Round Winner: MOVIE

The Ending


  • In Nancy’s final battle with the shark from a large metal buoy (that was 30 yards from the rock she was stranded on), she decides to catch a ride to the ocean depths on a chain — that she calculates the shark will rip off of the buoy. Nancy holds on tight as the chain carries her to the bottom of the bay (maybe 50 to 100 feet below), with the shark racing after her. At the last moment, before the end of the chain reaches the bottom of the bay, she lurches to one side, narrowly missing a sharp anchor point that the chain was attached to. The shark, who apparently has the underwater maneuverability of a tank, and the eyesight of a potato, flies straight into the anchor point, impaling himself on it. A flashback makes it clear to the audience that Nancy saw this sharp anchor point during her swim to the buoy.
  • After Nancy makes it to shore and is rescued by the boy (from the opening scene) and his father — the man who drove Nancy to the remote beach, we discover that the shark has in fact survived! One of the final shots is of the shark swimming out to sea, with another battle scar to add to its collection.
  • Nancy is also reunited with her seagull, who she clutches in her arms as they’re driven away to safety.
  • There’s a really cool twist in that we see a flashback of Nancy’s brother thumbing through the photos that his sister sent him from the beach. He spots the large dorsal fin of a shark in the background and rushes to call Nancy back… But Nancy is already heading to the water and decides to ignore the call.

MovieThat ending though...

  • The same setup of the buoy is in place, except this time the shark runs into an assemblage of some type of gnarly wreckage at the chain’s base. She shark manages to swallow the rebar and metal scrap abomination in such a way that it amazingly fits inside its mouth but makes his body look like a snake who’s swallowed a large porcupine. To make matters worse, no flashback is given to explain how Nancy knew this water hazard was there. It’s honestly ludicrous, absent the flashback. Why would any person hold onto a chain that’s sinking to the bottom of the ocean, while being pursued by a shark. And how would that person reasonably expect to see better and maneuver better than a shark at those dark depths?
  • The shark does not survive… that we know of.
  • Nancy spots her seagull friend on the beach, recovering nicely from her having fixed its wing.
  • Nancy has a great line at the end of the movie: “I’m okay.” It sums up her entire struggle with coming to terms with the death of her mother, her desire to run away from her responsibilities and her incredible (albeit preposterous) survival from the shark. That beat isn’t present in the script.
  • What also isn’t present in the script is a completely unnecessary scene at the end of the movie. We see Nancy back with her sister and father in Texas. The two girls run into the water for some surfing. I get why it’s there, but to make a whole separate scene of it feels like overkill, especially when you already have the great ending of Nancy on the beach being rescued and saying, “I’m okay.” That’s the point where she won, not several weeks later when she’s back home. Something like that may have worked well simply for some visuals to play over the end credits, but in its current form, it feels tacked on and unnecessary.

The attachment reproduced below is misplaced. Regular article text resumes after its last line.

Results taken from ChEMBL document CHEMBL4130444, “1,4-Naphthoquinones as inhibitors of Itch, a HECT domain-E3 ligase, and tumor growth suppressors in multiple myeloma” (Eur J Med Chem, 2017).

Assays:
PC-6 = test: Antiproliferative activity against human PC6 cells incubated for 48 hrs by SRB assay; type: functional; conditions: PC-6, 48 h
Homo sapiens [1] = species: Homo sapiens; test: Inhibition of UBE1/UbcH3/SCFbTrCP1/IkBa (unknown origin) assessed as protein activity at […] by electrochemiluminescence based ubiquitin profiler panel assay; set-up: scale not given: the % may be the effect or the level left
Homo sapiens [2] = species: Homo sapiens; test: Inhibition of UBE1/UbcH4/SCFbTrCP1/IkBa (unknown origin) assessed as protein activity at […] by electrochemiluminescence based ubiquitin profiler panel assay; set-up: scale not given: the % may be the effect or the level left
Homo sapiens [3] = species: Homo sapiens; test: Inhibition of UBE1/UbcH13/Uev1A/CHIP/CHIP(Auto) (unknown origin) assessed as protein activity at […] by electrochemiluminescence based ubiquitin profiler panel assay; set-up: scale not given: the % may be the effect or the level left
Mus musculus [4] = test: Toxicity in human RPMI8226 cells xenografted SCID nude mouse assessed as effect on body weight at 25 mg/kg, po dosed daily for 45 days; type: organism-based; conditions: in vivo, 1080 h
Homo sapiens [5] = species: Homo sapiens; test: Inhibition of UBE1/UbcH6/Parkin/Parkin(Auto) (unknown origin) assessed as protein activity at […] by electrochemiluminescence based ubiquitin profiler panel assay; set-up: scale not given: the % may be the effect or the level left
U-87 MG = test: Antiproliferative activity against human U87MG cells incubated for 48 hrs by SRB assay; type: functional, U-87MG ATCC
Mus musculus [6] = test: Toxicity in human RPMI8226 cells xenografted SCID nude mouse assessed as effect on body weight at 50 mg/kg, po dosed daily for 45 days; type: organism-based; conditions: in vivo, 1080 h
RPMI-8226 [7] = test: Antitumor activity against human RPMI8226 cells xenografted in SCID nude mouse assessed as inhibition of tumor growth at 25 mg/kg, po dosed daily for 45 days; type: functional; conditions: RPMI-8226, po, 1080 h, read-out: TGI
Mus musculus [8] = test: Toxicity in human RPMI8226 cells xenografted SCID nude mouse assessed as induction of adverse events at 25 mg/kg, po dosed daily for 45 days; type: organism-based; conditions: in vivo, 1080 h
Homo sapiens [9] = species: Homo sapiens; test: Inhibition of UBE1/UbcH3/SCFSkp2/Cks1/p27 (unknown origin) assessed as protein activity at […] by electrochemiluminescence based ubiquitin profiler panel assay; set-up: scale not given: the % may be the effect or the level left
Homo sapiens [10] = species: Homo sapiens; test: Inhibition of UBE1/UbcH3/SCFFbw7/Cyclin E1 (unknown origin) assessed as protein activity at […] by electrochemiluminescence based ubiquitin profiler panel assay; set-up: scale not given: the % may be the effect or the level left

A movie sinks or swims based on its ending. The shark may have inexplicably survived in the script, but the movie’s version is simply too preposterous for words. To not even explain how the protagonist knew about the dive hazard at the bottom of the bay, especially without a diving mask, is simply unforgivable.

Round Winner: SCRIPT

So far it’s a tie, so for the final round, we have to look at the…



  • At only 85 pages, the script is simpler, slightly less thought-out than the movie.


  • The visuals in the movie are sumptuous: An island that shields the bay (that Nancy sees as the silhouette of a pregnant woman reminiscent of her mom); the glorious blue water and underwater shots of surf rolling over the surfer; Blake Lively herself, managing to look stunning in her bikini, despite her shark bite; the clever visual effects that show the time remaining until high tide or the superimposed Skype calls with her family back home. A script of this nature can’t compete with those visuals.

So the Winner is:

The MOVIE!!!

It was a very close call. Five rounds were needed to determine the outcome of this contest and the movie won by a very small margin, possibly a split decision. The combination of the visuals, the more fleshed out action set pieces and the emotional underpinnings of the deceased mom and family stakes allowed the movie to come out on top… despite the ending.

Have you seen THE SHALLOWS? What did you think?

The Hobbit and High Frame Rate Dec 22

Legolas or just Orlando Bloom?Liked the movie. Hated the high frame rate.

In select IMAX theaters they’re showing the The Hobbit: Desolation of Smaug with the higher frame rate (48 frames per second vs. the standard 24 frames per second). Having never seen a movie with this controversial format before, I was excited to experience the high frame rate (HFR), which promised more vivid and realistic images.